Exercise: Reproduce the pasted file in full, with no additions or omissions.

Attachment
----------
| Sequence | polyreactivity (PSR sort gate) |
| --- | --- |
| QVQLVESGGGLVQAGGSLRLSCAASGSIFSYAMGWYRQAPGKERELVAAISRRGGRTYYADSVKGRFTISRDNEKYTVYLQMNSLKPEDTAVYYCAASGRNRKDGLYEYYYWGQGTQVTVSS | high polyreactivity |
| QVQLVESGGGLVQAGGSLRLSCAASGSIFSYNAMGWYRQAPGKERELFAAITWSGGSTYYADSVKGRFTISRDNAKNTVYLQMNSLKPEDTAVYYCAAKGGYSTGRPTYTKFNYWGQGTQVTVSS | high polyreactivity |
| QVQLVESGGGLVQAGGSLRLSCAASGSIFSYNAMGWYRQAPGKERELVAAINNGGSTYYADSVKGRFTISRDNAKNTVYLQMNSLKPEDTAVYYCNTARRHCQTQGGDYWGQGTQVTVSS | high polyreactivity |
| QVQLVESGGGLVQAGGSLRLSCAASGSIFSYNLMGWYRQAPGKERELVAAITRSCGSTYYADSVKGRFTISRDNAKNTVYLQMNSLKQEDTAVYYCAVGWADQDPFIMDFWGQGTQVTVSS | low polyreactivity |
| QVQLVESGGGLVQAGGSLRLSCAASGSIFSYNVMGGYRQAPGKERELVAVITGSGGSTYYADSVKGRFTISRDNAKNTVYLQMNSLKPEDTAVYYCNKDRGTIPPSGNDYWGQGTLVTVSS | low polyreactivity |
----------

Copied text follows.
| Sequence | polyreactivity (PSR sort gate) |
| --- | --- |
| QVQLVESGGGLVQAGGSLRLSCAASGSIFSYAMGWYRQAPGKERELVAAISRRGGRTYYADSVKGRFTISRDNEKYTVYLQMNSLKPEDTAVYYCAASGRNRKDGLYEYYYWGQGTQVTVSS | high polyreactivity |
| QVQLVESGGGLVQAGGSLRLSCAASGSIFSYNAMGWYRQAPGKERELFAAITWSGGSTYYADSVKGRFTISRDNAKNTVYLQMNSLKPEDTAVYYCAAKGGYSTGRPTYTKFNYWGQGTQVTVSS | high polyreactivity |
| QVQLVESGGGLVQAGGSLRLSCAASGSIFSYNAMGWYRQAPGKERELVAAINNGGSTYYADSVKGRFTISRDNAKNTVYLQMNSLKPEDTAVYYCNTARRHCQTQGGDYWGQGTQVTVSS | high polyreactivity |
| QVQLVESGGGLVQAGGSLRLSCAASGSIFSYNLMGWYRQAPGKERELVAAITRSCGSTYYADSVKGRFTISRDNAKNTVYLQMNSLKQEDTAVYYCAVGWADQDPFIMDFWGQGTQVTVSS | low polyreactivity |
| QVQLVESGGGLVQAGGSLRLSCAASGSIFSYNVMGGYRQAPGKERELVAVITGSGGSTYYADSVKGRFTISRDNAKNTVYLQMNSLKPEDTAVYYCNKDRGTIPPSGNDYWGQGTLVTVSS | low polyreactivity |